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MNI: Canadian Mortgage Growth Ebbs, Matching 2001 Low


Canadian mortgage lending growth matched the slowest since 2001 in June, the month the central bank resumed raising interest rates to tackle stubborn inflation.

Household mortgage lending rose 3.8% in June from a year ago according to Statistics Canada data released Friday. According to MNI calculations that matches the gain set in Feb 2019 and that pace is the slowest since a 3.5% increase in May 2001. Earlier in 2001 lending slowed to 2.7%, the lowest in StatsCan data back to 1991 for year-over-year comparisons.

Lending growth has slowed since May of last year, when the pace was 10.4%. The Bank of Canada began a series of eight interest-rate hikes in March of last year, including a shock 100bp move last July. Governor Tiff Macklem signaled a pause early this year before returning with hikes in June and July to the highest since 2001 at 5% and has said he may need to to more with persistent upside inflation risks. Most economists say he will pause again at next month's meeting, though a recent CPI uptick presents risks of another move now.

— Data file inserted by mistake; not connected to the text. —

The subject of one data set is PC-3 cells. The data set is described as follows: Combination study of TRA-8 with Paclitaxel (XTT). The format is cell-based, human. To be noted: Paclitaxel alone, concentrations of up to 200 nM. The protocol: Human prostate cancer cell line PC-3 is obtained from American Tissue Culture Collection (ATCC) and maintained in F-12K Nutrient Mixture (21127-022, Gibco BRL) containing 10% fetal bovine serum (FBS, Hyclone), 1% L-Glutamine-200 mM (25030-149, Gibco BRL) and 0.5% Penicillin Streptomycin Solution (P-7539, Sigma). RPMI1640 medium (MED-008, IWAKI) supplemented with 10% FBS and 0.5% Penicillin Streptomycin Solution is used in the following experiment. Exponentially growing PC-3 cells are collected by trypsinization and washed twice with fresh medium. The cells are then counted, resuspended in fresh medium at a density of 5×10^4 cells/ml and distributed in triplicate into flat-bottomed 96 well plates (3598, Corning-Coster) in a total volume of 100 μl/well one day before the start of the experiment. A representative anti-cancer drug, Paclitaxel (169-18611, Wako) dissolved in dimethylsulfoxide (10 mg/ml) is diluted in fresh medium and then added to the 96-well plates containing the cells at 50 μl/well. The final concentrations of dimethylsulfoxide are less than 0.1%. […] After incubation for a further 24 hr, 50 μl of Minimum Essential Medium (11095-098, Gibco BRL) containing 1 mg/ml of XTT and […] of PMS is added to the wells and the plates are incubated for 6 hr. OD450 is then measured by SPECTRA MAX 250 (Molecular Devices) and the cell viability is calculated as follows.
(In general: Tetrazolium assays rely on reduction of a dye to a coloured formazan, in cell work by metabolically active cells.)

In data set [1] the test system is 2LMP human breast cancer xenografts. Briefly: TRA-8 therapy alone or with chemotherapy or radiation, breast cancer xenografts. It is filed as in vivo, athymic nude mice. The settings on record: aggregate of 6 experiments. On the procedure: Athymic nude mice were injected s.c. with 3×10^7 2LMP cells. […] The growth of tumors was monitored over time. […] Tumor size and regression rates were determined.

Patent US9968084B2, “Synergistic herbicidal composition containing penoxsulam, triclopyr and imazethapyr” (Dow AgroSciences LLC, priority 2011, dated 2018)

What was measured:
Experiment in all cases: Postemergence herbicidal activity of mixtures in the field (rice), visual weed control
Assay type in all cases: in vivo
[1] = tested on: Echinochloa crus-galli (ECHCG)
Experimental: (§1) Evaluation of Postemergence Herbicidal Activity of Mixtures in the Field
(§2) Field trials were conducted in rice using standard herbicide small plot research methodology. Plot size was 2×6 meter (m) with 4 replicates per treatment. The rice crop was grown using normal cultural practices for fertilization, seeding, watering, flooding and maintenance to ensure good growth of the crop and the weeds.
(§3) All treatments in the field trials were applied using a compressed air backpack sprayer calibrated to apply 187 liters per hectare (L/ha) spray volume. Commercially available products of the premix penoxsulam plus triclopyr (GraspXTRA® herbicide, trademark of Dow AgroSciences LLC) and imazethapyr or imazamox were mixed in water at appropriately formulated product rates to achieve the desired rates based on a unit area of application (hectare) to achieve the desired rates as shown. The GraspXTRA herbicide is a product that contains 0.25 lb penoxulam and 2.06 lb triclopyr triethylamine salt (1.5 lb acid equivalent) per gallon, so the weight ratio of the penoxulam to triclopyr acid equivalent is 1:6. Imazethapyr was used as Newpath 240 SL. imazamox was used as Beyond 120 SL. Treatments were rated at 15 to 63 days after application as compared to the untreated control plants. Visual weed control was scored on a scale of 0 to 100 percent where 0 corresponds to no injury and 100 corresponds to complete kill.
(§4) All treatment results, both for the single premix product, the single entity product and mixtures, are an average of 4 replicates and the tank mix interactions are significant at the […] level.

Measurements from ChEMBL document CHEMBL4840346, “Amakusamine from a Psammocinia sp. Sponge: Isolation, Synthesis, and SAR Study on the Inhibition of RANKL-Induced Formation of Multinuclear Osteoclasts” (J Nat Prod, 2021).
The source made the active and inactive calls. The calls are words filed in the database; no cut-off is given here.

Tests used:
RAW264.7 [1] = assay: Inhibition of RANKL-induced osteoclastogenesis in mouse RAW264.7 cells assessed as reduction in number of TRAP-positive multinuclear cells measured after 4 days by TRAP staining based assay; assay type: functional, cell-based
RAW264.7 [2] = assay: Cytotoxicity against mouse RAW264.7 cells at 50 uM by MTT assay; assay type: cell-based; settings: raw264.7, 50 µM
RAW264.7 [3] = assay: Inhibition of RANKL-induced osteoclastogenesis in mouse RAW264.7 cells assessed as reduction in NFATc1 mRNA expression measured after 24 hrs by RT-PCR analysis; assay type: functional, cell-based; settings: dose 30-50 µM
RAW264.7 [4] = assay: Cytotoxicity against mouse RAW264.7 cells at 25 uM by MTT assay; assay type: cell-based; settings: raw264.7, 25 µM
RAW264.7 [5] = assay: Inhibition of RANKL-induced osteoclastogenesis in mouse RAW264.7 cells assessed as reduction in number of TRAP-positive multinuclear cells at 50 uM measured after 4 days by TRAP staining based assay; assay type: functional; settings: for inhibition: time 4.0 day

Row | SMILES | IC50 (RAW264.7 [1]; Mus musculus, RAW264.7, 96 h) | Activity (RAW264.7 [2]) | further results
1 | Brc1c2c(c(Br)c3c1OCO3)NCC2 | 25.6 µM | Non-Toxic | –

The mortgage data by itself backs up Macklem's view that tighter monetary policy is working but perhaps with a longer-than-usual lag. (See: MNI INTERVIEW: BOC Can Wait On Rate Hike- UofT Researcher) Consumers are feeling the pinch of higher interest costs, which StatsCan said earlier this week are up a record 31% from a year earlier in July. Other housing market data still suggests pent-up demand. (MNI INTERVIEW:Vancouver Housing Revives After BOC Hit-Realtors)

Separate reports Friday showed both sides of the argument, with StatsCan also showing residential construction down 8.2% in the second quarter and the Teranet housing price index up 2.4% in July, the second-fastest gain on record.

Source: Statistics Canada

MNI Ottawa Bureau | +1 613-314-9647 |
MNI Ottawa Bureau | +1 613-314-9647 |

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